Grand Rapids sixth-graders went to war with weapons of frosting and yummy cake, but the winners were children in need at Christmas.
Cupcake Wars 2015 featured the fancifully decorated creations of students from C.A. Frost Environmental Science Academy and Zoo School. Student and parent customers paid $2 a pop for them and judges rated them. Total sales raised $844 for Santa Claus Girls, which delivers gifts to Kent County families.
The air was filled with generosity and sweet aroma as the buying got under way at C.A. Frost, where teams of students hawked their cupcakes with posters and sales pitches. They had visited Davenport College days before to pick up pointers and learn about business careers.
“Is it good?” Adrianna Magnan asked Tahjir Gillespie as he chomped into a “cupcake slider” shaped like a hamburger. “Mm-hmm!” the boy mumbled through a mouthful. “It didn’t taste like a burger. It just looked like one, but with frosting,” he said approvingly.
Adrianna explained how she and three classmates made the sugary burgers: brownies for the meat, coconut flakes for lettuce, yellow and red icing for cheese and ketchup inside yellow-cake buns, “and good-old toothpicks to hold it together, like how restaurants do it.”
Their creation was judged “best use of ingredients,” which was a bonus to the charitable cause.
“It feels good because we’re helping out other families who can’t afford presents and clothes,” she added.
Philanthropic Gourmands In-the-Making
Sarah Jespersen’s family recently returned from Guatemala with lots of native chocolate, which became the magic ingredient dusted atop her team’s 66 cupcakes.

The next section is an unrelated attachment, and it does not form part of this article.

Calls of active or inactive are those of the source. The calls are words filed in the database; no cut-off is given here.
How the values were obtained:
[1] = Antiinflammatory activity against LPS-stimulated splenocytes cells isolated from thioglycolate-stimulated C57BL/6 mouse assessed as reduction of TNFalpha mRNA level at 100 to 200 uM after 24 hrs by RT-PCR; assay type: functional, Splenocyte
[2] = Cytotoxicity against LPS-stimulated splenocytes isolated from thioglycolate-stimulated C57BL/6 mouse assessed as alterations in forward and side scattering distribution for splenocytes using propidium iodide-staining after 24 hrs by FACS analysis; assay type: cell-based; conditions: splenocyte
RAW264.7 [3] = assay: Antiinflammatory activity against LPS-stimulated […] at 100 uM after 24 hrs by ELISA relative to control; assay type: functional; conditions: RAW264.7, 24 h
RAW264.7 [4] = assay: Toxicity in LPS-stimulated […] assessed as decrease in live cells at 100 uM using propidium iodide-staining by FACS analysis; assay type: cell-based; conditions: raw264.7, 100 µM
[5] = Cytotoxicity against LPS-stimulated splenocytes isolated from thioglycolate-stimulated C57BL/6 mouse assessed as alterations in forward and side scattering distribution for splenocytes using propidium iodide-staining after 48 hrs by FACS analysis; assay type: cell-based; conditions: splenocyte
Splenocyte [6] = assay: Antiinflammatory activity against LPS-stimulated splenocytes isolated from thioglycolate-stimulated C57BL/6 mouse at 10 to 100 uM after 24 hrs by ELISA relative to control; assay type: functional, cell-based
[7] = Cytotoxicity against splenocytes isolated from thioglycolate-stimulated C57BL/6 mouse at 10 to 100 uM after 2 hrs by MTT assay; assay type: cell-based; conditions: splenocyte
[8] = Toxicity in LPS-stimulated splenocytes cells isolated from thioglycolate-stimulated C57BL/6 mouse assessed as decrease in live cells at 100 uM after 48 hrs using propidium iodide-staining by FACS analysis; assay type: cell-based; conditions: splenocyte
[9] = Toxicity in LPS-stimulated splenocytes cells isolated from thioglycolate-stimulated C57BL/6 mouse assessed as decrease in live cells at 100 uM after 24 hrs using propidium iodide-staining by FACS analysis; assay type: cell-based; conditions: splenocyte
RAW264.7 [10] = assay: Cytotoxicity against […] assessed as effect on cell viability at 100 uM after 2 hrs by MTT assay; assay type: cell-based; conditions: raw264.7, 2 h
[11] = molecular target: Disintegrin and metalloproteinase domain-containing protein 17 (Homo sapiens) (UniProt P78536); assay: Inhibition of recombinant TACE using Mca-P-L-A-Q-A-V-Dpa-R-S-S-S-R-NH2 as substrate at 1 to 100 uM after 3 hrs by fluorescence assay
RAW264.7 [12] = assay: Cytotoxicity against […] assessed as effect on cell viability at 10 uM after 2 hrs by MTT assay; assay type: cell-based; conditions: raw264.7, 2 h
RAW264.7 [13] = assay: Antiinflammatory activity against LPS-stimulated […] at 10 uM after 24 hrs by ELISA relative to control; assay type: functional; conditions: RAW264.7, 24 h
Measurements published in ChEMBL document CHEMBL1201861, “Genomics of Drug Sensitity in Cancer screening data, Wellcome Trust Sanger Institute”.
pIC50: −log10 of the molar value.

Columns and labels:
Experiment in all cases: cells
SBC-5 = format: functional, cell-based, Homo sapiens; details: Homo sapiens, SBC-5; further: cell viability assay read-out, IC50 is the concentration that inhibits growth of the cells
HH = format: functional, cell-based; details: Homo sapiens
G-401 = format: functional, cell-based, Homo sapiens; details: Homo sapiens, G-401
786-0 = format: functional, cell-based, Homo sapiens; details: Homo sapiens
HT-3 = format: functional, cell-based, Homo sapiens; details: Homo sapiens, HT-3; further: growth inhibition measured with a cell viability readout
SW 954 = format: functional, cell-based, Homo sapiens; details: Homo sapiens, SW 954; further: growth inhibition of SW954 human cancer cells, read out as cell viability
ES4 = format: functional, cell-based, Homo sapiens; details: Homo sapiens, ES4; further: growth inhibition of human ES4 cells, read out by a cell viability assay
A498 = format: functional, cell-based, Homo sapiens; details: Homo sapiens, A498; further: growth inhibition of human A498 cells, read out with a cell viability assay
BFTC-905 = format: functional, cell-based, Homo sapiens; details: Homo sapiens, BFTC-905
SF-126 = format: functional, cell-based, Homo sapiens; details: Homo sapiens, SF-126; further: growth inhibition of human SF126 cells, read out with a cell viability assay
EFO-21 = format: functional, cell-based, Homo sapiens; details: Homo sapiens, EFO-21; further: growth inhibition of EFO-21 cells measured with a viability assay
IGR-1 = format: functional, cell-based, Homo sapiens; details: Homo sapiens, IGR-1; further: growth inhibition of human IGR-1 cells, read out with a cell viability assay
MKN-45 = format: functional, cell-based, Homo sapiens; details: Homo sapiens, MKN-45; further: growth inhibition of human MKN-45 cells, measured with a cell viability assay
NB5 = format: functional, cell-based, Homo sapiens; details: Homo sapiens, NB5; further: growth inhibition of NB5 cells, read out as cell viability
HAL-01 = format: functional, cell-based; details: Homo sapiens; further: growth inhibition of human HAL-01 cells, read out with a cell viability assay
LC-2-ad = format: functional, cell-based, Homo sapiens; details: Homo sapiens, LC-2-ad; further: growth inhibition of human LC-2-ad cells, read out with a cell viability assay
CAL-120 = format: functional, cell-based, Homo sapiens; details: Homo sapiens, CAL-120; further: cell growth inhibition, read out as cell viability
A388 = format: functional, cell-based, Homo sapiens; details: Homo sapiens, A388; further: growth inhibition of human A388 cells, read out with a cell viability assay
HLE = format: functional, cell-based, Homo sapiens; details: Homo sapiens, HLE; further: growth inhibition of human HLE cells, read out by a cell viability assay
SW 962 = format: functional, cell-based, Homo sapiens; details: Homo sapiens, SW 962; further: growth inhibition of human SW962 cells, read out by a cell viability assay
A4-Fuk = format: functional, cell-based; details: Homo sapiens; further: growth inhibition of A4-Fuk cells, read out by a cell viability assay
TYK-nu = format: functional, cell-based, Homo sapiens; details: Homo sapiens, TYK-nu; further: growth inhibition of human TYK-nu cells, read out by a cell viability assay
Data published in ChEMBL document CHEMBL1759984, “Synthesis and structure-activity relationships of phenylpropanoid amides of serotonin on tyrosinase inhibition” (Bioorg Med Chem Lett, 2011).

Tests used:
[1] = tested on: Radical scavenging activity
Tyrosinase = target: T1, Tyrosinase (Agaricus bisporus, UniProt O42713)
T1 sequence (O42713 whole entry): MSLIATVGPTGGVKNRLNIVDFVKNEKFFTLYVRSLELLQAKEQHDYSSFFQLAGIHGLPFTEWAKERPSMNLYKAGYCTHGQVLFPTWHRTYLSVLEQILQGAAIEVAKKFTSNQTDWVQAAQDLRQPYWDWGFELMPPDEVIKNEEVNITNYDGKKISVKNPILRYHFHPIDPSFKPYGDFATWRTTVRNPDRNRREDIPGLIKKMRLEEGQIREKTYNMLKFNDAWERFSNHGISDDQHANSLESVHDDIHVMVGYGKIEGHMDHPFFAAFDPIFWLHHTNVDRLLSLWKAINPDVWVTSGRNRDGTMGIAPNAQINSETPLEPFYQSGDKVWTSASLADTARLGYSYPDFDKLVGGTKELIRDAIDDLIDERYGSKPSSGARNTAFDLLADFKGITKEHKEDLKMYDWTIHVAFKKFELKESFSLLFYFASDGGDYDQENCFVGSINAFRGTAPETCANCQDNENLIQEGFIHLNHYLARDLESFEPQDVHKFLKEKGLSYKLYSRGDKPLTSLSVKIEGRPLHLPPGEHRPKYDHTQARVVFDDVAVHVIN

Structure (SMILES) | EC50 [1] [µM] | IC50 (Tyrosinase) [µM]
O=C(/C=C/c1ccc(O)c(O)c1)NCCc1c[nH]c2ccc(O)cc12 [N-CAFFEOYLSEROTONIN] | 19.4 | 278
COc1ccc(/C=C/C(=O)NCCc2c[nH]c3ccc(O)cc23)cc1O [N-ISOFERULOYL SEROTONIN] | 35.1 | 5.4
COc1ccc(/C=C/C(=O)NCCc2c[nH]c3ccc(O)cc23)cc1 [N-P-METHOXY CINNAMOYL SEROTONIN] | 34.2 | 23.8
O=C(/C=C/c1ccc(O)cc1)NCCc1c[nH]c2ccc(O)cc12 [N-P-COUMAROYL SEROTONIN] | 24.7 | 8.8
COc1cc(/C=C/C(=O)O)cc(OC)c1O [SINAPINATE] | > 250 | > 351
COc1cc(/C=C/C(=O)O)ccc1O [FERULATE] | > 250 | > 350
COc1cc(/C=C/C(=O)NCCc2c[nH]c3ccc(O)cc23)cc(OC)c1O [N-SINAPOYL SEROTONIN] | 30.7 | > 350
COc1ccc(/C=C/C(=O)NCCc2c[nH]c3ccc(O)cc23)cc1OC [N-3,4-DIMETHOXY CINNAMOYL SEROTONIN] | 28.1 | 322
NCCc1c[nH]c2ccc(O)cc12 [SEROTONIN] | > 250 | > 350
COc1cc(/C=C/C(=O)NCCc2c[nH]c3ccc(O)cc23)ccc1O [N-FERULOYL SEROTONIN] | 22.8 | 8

“We were trying to figure out ways to get rid of it,” Sarah explained. “So we had these chocolate cupcakes and we figured, ‘Hey! Chocolate and chocolate!’”
♥“It tastes much better than store-bought chocolate,” Ruby Taylor said (This reporter heartily affirms her opinion, having sampled one.).
Aidan Balulis’ team produced an array of designs including half-melted snowmen and Santa feet sticking out of snow. Aidan judged them “really cool,” while classmate Javion Jones put his sales skills to work.
“Look at this – who doesn’t want Santa!” Javion implored students, offering “a free imaginary one” with each cupcake sold. “I’ve got imaginary money,” a student customer cracked, extending an empty hand.
No actual money changed hands. A parent took cash at the door in exchange for tokens. Three school staffers later judged the winners, including Javion’s team for best taste. Others went to “The Christmas Boys” (best theme), C.A. Frost (total sales) and Zoo School (highest percentage of sales).
C.A. Frost teachers Bobbijo Zoerhof and Samantha Zerbel organized the second annual Cupcake War, which raised $700 in its inaugural year. Zerbel called it an exercise in “working together to give back to the community,” as well as a way for students to learn business skillsand express their inner baker.
“It is another creative outlet for them,” Zerbel said. “They need an opportunity to let that part of them shine, and they do a really good job coming up with their ideas.”